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WHERE DIRECTOR ENTER CONTRACT FOR COMPANY, IT IS COMPANY WHO IS LIABLE

Dictum

I have no doubt in my mind at all that as Chairman/Director of the 2nd appellant, the 1st appellant was in the eyes of the law an agent of the company for which he acted and the general principles of the law of principal and agent would generally have applied. Thus where a director enters into a contact in the name of or purporting to bind the company, it is the company which is liable on it, not the director. The director is not personally liable unless it appears that he undertook personal liability. Even where a director contracts in his own name but really on behalf of the company, the other party to the contract can generally on discovering that the company is the real principal, sue the company as undisclosed principal on the contract.

— Kutigi, JSC. Yesufu v. Kupper Intl. (1996) – SC.302/1989

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FIVE WAYS IN WHICH PRINCIPAL AND AGENT RELATIONSHIP MAY ARISE

Usually, the relationship of Principal and agent may arise in anyone of five ways, namely: – 1. By express appointment whether orally or by letter of appointment or, indeed, by a Power of Attorney, Under this heading. No formality, such as writing is required for the valid appointment of an agent except for instance, where the authority of the agent is to execute a deed on behalf of a principal. in which case, the agency itself must be created by deed. 2. By ratification of the agent’s acts by the principal. See for example Bird v. Brown (1850) 4 Exch 786, Firth v. Staines (1897) 2 QB. 70 etc. This mode of creation of agency is sometimes expressed in the maxim omnis ratihabitio retrotrahitur et mandato priori aequiparatur. 3. By virtue of the doctrine of estoppel. 4. By implication of law in the case of agency of necessity and 5. By presumption of law in the case of cohabitation.

— Iguh JSC. Vulcan Gases Limited V. Gesellschaft Fur Industries Gasverwertung A.G.(G.I.V.) ( SC.67/1995, 4th May 2001)

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THE IDEA BEHIND AGENCY RELATIONSHIP

The idea behind agency is that the law acknowledges that a person does not always need to act in person to change his legal relations. He may either employ the services of another to change them or do something to change them. Ordinarily, the idea is that the agent can affect the principal’s legal position by certain acts which, though performed by the agent, are to be regarded as acts of the principal. See Idowu v. Olorunfemi and Ors (2013) LPELR-20728 (CA).

— H.M. Ogunwumiju, JCA. Godwin Ukah & Ors. V. Christopher A. Onyia & Ors. (CA/E/295/2008, 21 Jan 2016)

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THE PRINCIPLE OF PRINCIPAL & AGENT IN AGENCY RELATIONSHIP

Agency has been defined in the case of SDV Nigeria Limited V Phillip Kayode Olusegun Ojo & Anor (2016) LPELR-40323 (CA), where Nimpar JCA, explained thus; “Agency is a relationship that exists between a principal and another called “agent” under which the agent has authority to act on behalf of the principal. Several authorities defined agency relationship, one of which is the case of OKWEIJIMONOR V GBAKEJI (2008) NWLR (Pt. 1079) 172 where the Apex Court held thus: “The general law relating to agency however , may be defined as the relationship which exists or arises where one person has the authority or capacity to create legal relations, i.e. the ‘agent’ who acts on behalf of another called the ‘principal’ whereby the latter undertakes to be answerable for the lawful acts of the former with a third party; provided it was done within the scope of his authority or ratified later by the latter. The fundamental element in agency relationship is authority of the agent to act on behalf of the principal.”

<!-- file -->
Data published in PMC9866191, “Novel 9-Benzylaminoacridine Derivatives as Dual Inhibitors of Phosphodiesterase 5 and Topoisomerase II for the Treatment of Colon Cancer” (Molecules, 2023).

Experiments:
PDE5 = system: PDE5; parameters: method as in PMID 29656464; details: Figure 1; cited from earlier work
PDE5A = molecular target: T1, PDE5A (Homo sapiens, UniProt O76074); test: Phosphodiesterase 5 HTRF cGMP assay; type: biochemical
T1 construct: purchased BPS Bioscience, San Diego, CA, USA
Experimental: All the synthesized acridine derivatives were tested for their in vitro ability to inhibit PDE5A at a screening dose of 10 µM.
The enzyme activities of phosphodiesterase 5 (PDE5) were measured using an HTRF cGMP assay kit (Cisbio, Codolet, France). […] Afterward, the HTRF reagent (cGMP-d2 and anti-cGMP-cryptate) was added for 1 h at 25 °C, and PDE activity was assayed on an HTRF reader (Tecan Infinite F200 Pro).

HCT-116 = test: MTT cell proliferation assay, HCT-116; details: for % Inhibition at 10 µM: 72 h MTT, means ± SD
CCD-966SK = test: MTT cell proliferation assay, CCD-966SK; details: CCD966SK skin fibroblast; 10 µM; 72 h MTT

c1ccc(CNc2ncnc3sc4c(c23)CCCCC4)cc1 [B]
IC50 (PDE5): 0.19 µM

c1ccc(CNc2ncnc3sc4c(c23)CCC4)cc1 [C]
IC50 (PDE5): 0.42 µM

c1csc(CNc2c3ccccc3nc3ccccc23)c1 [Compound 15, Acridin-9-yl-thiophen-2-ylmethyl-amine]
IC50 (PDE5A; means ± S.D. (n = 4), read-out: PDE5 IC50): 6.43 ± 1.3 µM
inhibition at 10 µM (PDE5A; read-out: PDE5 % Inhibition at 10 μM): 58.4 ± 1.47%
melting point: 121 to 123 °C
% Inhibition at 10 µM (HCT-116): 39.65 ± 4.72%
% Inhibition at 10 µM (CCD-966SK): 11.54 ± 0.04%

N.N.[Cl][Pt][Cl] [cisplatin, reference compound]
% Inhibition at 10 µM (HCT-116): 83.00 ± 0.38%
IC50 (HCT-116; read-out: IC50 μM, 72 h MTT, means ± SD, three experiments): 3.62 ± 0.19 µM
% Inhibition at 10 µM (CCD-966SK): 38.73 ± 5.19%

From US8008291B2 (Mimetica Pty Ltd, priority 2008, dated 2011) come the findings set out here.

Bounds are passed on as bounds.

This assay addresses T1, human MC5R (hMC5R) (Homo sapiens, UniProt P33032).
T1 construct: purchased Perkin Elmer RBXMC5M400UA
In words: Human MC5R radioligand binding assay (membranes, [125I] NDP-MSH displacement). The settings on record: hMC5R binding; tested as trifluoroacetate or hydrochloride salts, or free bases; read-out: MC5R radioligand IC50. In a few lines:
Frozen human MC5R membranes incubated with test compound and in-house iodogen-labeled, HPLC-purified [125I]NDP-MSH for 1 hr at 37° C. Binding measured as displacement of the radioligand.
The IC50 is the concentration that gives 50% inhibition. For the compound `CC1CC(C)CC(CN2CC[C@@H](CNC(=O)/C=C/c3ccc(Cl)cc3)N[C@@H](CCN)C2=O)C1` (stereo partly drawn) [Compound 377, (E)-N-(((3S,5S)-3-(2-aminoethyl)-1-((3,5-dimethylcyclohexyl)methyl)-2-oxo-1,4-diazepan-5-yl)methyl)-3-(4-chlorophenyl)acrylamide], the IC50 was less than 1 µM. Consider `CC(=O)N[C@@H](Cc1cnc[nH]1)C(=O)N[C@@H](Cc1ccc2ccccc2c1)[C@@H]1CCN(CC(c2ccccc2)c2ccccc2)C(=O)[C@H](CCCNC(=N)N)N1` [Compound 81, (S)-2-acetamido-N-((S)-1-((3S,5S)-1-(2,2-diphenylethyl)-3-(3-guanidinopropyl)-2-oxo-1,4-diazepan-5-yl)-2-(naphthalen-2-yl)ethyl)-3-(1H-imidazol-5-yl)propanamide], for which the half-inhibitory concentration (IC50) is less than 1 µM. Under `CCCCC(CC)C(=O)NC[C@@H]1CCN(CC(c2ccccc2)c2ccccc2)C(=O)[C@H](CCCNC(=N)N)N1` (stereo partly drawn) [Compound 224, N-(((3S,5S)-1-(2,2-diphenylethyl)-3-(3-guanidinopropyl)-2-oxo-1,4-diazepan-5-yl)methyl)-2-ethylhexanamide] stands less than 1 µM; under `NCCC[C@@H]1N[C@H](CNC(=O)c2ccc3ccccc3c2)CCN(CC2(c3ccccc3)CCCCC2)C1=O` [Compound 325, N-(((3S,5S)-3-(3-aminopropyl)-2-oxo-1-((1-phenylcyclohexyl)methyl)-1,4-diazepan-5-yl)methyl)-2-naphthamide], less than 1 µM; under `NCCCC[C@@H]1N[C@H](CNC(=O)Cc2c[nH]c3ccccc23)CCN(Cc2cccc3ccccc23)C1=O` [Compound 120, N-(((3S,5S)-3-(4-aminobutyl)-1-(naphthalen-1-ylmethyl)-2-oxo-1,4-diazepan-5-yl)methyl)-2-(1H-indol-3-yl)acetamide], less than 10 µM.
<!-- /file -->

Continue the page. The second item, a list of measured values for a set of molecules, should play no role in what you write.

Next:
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WHAT IS AN AGENCY RELATIONSHIP

Okwejiminor v Gbakeji (2008) 5 NWLR (Pt.1079) 172 Mohammed JSC defined the concept of agency thus:- “Agency is the relationship which exists or arises where one person called the agent, has the authority or capacity to create legal relations by acting on behalf of another person called the principal, whereby the latter undertakes to be answerable for the lawful acts of the former provided it was done within the scope of the former’s authority, or ratified by the latter”.

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AGENT’S AUTHORITY ENDS THE MOMENT HIS PURPOSE IS SPENT

As a matter of law the authority of any agent appointed for a particular purpose is spent the moment he executes that purpose for which he was appointed.

— Nnaemeka-Agu, JSC. Ashibuogwu v AG Bendel State (1988) – SC.25/1986

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ACT OF FRAUD BINDS PRINCIPAL WHEN AGENT ACTS WITHIN SCOPE OF AUTHORITY

A principal, whether disclosed or otherwise is in position to plead all defences available to him, but in the case of fraud, where the Agent acts within the scope of his authority, actual or apparent, the act of fraud on the part of the agent binds the principal. The same goes for an act of undue influence, vis-a-vis the third party, brought to bear on the principal by the agent. The problem is one to be sorted out between the Principal and the Agent and not the third party.

— Eso, JSC. Ashibuogwu v AG Bendel State (1988) – SC.25/1986

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